What Is Outlook? - dummies

By Peter Weverka

Outlook isn’t in character with the rest of the Office programs. It’s a little different in that what you see onscreen changes when you click a Navigation button on the bottom of the Outlook window. Click a Navigation button — Mail, Calendar, People, Tasks, Notes, Folders, or Shortcuts — and you go to a different Outlook window altogether.

Outlook 2019 serves many purposes. To wit, Outlook is all this:

  • An email program: You can use it to send and receive email messages and files, as well as organize email messages in different folders so that you can keep track of them.
  • An appointment scheduler: Outlook is a calendar for scheduling appointments and meetings. You can tell at a glance when and where you’re expected, be alerted to upcoming appointments and meetings, and invite coworkers to meetings.
  • An address book: The application can store the addresses, phone numbers, and email addresses of friends, foes, clients, and family members. Looking up this information in the Contacts folder is easy.
  • A task reminder: Outlook is a means of planning projects. Use Outlook’s task reminders to keep you on track. You can tell when deadlines fall and plan your workload accordingly.
  • A notes receptacle: This part of the program is a place to jot down notes and reminders.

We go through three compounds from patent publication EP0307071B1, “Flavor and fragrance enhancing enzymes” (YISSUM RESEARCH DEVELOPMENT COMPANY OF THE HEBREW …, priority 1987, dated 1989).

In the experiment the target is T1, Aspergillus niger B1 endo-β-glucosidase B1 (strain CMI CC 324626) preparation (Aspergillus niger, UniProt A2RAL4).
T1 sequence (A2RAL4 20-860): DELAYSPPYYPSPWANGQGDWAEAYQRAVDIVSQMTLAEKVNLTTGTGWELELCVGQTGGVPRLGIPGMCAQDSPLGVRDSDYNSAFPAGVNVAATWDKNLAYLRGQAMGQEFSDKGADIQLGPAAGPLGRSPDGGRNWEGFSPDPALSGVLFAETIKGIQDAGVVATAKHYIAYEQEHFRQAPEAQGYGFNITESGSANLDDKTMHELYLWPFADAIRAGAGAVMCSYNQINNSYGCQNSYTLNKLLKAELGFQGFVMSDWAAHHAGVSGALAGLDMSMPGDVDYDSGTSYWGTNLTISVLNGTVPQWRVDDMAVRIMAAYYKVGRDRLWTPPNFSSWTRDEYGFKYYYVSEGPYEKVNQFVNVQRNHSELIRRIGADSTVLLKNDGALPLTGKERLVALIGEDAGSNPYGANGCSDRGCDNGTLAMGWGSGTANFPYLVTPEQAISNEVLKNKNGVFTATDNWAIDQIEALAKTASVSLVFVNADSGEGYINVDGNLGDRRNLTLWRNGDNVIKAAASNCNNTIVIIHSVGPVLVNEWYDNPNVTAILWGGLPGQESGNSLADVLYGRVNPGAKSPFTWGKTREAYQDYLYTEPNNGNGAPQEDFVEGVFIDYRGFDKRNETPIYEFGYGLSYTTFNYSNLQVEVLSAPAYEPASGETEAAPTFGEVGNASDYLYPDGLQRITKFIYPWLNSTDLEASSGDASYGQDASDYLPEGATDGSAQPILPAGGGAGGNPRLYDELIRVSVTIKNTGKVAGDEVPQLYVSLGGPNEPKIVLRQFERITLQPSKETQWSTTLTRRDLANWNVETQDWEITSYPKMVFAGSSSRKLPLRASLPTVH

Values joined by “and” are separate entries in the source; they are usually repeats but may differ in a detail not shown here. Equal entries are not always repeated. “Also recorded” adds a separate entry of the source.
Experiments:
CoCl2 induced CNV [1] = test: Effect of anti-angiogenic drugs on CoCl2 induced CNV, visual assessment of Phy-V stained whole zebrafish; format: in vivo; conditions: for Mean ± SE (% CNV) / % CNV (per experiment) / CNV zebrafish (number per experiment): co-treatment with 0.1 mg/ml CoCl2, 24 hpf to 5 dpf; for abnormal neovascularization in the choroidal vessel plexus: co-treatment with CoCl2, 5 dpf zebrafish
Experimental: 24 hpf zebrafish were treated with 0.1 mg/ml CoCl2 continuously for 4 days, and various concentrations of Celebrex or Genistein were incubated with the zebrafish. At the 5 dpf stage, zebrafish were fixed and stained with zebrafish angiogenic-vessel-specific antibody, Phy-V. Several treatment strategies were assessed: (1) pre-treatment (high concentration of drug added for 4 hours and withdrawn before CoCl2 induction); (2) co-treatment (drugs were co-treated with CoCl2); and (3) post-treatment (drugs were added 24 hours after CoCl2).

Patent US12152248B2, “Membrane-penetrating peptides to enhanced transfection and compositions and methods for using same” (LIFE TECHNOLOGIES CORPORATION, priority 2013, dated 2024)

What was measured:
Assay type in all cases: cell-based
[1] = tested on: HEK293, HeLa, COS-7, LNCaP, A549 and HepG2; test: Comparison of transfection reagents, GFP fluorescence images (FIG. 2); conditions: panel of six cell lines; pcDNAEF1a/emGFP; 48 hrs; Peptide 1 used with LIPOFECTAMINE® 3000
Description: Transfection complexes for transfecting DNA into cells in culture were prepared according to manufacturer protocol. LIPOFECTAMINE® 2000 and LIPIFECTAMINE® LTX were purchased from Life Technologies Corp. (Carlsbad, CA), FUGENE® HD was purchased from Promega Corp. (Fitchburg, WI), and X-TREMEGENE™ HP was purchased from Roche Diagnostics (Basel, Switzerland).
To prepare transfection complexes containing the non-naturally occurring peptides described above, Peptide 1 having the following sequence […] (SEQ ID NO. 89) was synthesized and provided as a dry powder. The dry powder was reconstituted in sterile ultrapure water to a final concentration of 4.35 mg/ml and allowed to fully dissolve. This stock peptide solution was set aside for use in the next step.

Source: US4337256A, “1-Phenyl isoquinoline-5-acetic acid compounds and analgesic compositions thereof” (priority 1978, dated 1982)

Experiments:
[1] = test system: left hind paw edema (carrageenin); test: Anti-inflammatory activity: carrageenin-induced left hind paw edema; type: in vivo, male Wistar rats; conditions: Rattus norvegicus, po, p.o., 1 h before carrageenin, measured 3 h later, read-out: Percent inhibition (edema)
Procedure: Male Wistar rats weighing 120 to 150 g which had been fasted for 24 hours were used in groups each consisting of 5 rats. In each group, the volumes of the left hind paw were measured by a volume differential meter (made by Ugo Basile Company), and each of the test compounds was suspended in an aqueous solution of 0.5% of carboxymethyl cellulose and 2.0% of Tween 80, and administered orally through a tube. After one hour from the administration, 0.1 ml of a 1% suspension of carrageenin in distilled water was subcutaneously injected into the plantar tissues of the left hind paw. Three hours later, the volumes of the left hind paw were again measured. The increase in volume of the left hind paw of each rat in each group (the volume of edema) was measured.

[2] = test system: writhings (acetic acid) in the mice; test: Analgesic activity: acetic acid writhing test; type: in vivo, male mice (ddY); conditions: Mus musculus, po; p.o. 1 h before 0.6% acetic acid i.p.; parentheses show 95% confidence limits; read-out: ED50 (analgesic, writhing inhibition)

Do you need Outlook?

Before you penetrate the mysteries of Outlook, ask yourself whether you need the application. If you don’t receive volumes of email, your calendar isn’t crowded, and the office where you work doesn’t require you to use Outlook, consider using an email program that isn’t as cumbersome as Outlook, or better yet, consider using a web-based email program.

Outlook is good at organizing email so that you can find and reply to messages quickly. It is good at handling volumes of email. Outlook can help you manage schedules and coordinate meetings with coworkers. It can help you keep track of where you’re supposed to be and when you’re supposed to be there.

On the minus side, however, Outlook has many more features than most people need, and all these features clutter Outlook and make it hard to use. What’s more, email messages are kept on your computer. Unless you carry around a laptop, you have to be at your home or office computer to collect your email. With a web-based email program, messages are stored on a server on the Internet, and all email activity — composing, sending, and receiving messages — is accomplished through a web browser. You can be in Timbuktu and still collect your email if you can find a computer with an Internet connection. You don’t have to be at home or at the office to read your email.

If web-based emailing appeals to you, ask your Internet service provider whether it offers a web-based email service. Or check out Google Mail, which is free and easy to use. Google Mail offers a calendar and other amenities as well as emailing. If you want to keep it simple and you can manage to do that, steer clear of Outlook.

If you work in a corporate environment, get a copy of Outlook 2019 For Dummies, by Faithe Wempen and Bill Dyszel. It describes the ins and outs of using Outlook in a business setting.